Over the last few years, I have had the recurring pleasure of deep diving into the history of my native Scandinavia, all at the hands of Mr Schumacher. After his initial series featuring Haakon the Good, Sigurd’s Sword is the second in his new saga, this time featuring Olaf Tryggveson.
Yet again, Mr Schumacher presents us with a central character who is more boy than man—and as an aside, he does an excellent job of depicting the challenges related to growing up, giving us sullen teenagers who, through circumstances, are obliged to shoulder more responsibility than they should. Olaf may be only sixteen when Sigurd’s Sword opens, but he and his somewhat older oath-sworn companion Torgil, have already survived more adversity than most, both of them sworn to serve Lord Sigurd, Olaf’s maternal uncle, as hirdsmen. *
Torgil is our narrator, a serious young man who is more than aware of his shortcomings and does his best to compensate for them. Life has given him something of a millstone in Olaf, this boisterous, loud, overconfident and self-serving former prince who fully intends to return home one day and claim the throne that is rightfully his. It is to Mr Schumacher’s credit that he presents us with such an endearingly dislikeable young protagonist as Olaf. There are times when I would gladly kick him off the pages permanently, and fortunately (for me) Sigurd’s Sword is mostly about Torgil and the various misfortunes that befall him and his companions as they fight for Prince Sviatoslav, ruler of the Rus.
Mr Schumacher takes us on quite the journey along the waterways of present-day Russia. From Holmgård (Novgorod) through Konugård (Kiev) and all the way down to the Black Sea and beyond, Mr Schumacher expertly pilots his dragon-headed vessel, while on board Torgil worries about what the fates might have in store for him. You see, Prince Sviatoslav suffers from hubris and dares to encroach on Byzantine territory. For that, he and his men will pay a very high price, one paid in blood and hunger, in pain and suffering.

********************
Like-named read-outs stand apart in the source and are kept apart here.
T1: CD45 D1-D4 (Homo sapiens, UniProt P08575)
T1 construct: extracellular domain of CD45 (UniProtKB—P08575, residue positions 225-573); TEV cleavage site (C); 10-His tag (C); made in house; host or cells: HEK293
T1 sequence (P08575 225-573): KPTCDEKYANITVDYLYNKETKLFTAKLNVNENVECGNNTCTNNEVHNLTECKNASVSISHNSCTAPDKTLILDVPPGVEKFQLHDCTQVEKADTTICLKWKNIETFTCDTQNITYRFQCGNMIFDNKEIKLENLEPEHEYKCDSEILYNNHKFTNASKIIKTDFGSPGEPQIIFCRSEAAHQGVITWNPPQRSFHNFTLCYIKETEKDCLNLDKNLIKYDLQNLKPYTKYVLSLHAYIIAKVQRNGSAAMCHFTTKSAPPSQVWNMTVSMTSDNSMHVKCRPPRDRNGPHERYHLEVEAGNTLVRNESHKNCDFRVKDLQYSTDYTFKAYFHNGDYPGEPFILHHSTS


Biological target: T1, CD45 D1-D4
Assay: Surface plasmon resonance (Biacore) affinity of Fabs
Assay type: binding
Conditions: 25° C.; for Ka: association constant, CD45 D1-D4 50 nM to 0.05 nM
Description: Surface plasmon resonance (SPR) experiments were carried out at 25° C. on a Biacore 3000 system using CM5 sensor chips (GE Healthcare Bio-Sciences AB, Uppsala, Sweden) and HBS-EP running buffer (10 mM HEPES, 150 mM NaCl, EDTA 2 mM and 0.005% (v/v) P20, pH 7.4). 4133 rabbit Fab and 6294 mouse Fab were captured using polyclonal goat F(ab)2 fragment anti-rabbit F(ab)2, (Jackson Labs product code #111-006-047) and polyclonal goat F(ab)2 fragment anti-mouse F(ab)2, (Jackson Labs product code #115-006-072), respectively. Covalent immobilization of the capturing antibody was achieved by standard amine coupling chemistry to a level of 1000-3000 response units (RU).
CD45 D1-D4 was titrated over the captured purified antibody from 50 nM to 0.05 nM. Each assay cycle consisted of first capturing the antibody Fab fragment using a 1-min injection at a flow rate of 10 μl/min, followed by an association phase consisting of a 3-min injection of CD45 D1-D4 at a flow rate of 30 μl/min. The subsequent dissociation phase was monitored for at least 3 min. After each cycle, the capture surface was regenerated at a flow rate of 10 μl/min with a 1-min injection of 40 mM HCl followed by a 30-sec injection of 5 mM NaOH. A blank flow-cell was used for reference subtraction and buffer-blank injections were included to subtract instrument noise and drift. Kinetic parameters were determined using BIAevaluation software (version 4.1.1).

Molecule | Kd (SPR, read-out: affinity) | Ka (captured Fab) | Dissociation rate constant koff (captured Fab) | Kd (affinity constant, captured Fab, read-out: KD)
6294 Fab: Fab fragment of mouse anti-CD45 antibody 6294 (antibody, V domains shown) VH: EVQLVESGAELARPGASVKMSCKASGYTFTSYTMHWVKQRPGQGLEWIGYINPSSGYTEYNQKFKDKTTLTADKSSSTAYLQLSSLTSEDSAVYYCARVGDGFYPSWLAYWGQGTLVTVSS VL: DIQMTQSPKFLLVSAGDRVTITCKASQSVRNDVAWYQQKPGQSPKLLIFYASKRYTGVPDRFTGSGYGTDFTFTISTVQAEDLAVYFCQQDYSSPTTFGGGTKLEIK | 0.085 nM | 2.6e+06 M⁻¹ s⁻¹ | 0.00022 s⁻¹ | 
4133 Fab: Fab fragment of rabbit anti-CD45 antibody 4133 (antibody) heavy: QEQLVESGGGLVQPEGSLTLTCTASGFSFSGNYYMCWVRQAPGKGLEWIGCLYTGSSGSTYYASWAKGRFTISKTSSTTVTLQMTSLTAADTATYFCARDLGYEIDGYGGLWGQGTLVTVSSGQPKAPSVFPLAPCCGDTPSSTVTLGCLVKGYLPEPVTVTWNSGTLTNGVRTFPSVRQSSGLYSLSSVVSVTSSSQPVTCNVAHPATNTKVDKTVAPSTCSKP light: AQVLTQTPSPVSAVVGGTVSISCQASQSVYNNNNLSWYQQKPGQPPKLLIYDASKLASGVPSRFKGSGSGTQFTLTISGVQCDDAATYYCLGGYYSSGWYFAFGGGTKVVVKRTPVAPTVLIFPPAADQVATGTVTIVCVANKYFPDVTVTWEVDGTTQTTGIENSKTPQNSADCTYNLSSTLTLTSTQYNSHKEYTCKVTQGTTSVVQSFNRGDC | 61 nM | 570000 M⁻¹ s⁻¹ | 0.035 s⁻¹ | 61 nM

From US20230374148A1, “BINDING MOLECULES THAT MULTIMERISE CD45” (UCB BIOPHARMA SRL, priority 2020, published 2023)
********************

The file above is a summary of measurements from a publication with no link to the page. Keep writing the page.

Torgil is not really concerned about his own safety. Like most Norsemen, he believes it is all in the hands of the Norns, (the fates) and if he has to die, he hopes he will be able to do so courageously. But travelling with Lord Sigvard’s hirdsmen is one shieldmaiden, and Torgil loves Turid—has loved her for years—and would gladly risk his life to keep her safe. Except he can’t, as Turid would never forgive him if he did not trust her enough to hold her place in the shield wall.
When the superior forces of the Byzantine empire amass, it is in itself a spectacle—proof of just how much research Mr Schumacher has done to bring to vivid life everything from siege towers to the feared Greek Fire. Contrasting with all that splendour is Torgil and his companions, men who have but their weapons and their shields, who are far away from home, oath-sworn to die for a prince they neither trust nor like.
The resulting battle scenes are impressively well-written, submerging this reader into a sweating, writhing mass of men bristling with blades and spears. There is no overview, no way of knowing if you are winning or losing, there is just one more man to fight, another and another, until there is a brief moment of respite, seconds in which to stare at the dead and injured that crawl in the mud before you’re dragged back into fighting—or dying.
It requires an effort to surface from the world of Torgil and Turid, to leave behind this gripping depiction of the 10th-century Rus, their allies and enemies. I am already looking forward to the next instalment in Olaf’s story. If it is anything like Sigurd’s Sword, it will be an excellent read!